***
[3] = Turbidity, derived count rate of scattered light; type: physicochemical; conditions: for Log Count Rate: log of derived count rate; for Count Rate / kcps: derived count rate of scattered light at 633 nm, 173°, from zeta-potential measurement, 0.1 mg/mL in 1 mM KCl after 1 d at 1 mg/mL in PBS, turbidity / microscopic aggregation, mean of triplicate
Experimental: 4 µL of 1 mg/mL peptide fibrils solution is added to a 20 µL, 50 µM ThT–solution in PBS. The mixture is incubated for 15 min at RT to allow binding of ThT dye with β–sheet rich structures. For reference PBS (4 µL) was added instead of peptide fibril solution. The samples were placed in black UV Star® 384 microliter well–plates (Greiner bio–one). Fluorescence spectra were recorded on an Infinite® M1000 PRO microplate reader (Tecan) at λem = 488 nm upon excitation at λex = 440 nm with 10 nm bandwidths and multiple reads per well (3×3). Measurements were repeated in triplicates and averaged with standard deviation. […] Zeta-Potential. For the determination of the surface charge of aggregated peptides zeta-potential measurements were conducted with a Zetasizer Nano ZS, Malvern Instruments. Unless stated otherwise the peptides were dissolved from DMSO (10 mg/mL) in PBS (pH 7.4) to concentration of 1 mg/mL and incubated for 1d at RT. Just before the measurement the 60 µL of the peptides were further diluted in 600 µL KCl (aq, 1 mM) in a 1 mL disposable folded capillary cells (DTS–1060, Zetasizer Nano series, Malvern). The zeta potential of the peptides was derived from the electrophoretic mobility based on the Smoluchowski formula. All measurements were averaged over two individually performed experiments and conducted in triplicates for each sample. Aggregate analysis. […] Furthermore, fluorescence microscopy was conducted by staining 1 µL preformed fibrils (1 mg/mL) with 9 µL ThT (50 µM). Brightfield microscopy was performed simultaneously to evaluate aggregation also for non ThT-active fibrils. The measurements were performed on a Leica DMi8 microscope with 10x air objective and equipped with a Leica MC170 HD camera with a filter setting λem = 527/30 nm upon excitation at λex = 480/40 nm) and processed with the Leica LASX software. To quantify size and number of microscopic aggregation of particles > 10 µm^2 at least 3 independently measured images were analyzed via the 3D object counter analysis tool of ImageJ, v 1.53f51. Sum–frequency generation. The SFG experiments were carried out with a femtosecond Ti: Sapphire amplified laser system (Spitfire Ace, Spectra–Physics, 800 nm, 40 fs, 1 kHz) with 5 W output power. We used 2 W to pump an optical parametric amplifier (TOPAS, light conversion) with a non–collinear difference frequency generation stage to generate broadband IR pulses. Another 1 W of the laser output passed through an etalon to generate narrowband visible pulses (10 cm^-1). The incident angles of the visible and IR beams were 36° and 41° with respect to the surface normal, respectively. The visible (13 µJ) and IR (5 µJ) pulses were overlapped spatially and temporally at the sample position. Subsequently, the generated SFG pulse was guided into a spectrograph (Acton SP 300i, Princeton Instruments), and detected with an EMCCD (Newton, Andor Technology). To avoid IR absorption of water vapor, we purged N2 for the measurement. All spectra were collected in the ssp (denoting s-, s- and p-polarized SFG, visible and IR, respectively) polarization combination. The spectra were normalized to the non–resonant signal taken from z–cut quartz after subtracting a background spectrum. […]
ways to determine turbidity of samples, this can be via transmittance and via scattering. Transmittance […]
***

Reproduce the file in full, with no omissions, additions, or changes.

[3] = Turbidity, derived count rate of scattered light; type: physicochemical; conditions: for Log Count Rate: log of derived count rate; for Count Rate / kcps: derived count rate of scattered light at 633 nm, 173°, from zeta-potential measurement, 0.1 mg/mL in 1 mM KCl after 1 d at 1 mg/mL in PBS, turbidity / microscopic aggregation, mean of triplicate
Experimental: 4 µL of 1 mg/mL peptide fibrils solution is added to a 20 µL, 50 µM ThT–solution in PBS. The mixture is incubated for 15 min at RT to allow binding of ThT dye with β–sheet rich structures. For reference PBS (4 µL) was added instead of peptide fibril solution. The samples were placed in black UV Star® 384 microliter well–plates (Greiner bio–one). Fluorescence spectra were recorded on an Infinite® M1000 PRO microplate reader (Tecan) at λem = 488 nm upon excitation at λex = 440 nm with 10 nm bandwidths and multiple reads per well (3×3). Measurements were repeated in triplicates and averaged with standard deviation. […] Zeta-Potential. For the determination of the surface charge of aggregated peptides zeta-potential measurements were conducted with a Zetasizer Nano ZS, Malvern Instruments. Unless stated otherwise the peptides were dissolved from DMSO (10 mg/mL) in PBS (pH 7.4) to concentration of 1 mg/mL and incubated for 1d at RT. Just before the measurement the 60 µL of the peptides were further diluted in 600 µL KCl (aq, 1 mM) in a 1 mL disposable folded capillary cells (DTS–1060, Zetasizer Nano series, Malvern). The zeta potential of the peptides was derived from the electrophoretic mobility based on the Smoluchowski formula. All measurements were averaged over two individually performed experiments and conducted in triplicates for each sample. Aggregate analysis. […] Furthermore, fluorescence microscopy was conducted by staining 1 µL preformed fibrils (1 mg/mL) with 9 µL ThT (50 µM). Brightfield microscopy was performed simultaneously to evaluate aggregation also for non ThT-active fibrils. The measurements were performed on a Leica DMi8 microscope with 10x air objective and equipped with a Leica MC170 HD camera with a filter setting λem = 527/30 nm upon excitation at λex = 480/40 nm) and processed with the Leica LASX software. To quantify size and number of microscopic aggregation of particles > 10 µm^2 at least 3 independently measured images were analyzed via the 3D object counter analysis tool of ImageJ, v 1.53f51. Sum–frequency generation. The SFG experiments were carried out with a femtosecond Ti: Sapphire amplified laser system (Spitfire Ace, Spectra–Physics, 800 nm, 40 fs, 1 kHz) with 5 W output power. We used 2 W to pump an optical parametric amplifier (TOPAS, light conversion) with a non–collinear difference frequency generation stage to generate broadband IR pulses. Another 1 W of the laser output passed through an etalon to generate narrowband visible pulses (10 cm^-1). The incident angles of the visible and IR beams were 36° and 41° with respect to the surface normal, respectively. The visible (13 µJ) and IR (5 µJ) pulses were overlapped spatially and temporally at the sample position. Subsequently, the generated SFG pulse was guided into a spectrograph (Acton SP 300i, Princeton Instruments), and detected with an EMCCD (Newton, Andor Technology). To avoid IR absorption of water vapor, we purged N2 for the measurement. All spectra were collected in the ssp (denoting s-, s- and p-polarized SFG, visible and IR, respectively) polarization combination. The spectra were normalized to the non–resonant signal taken from z–cut quartz after subtracting a background spectrum. […]
ways to determine turbidity of samples, this can be via transmittance and via scattering. Transmittance […]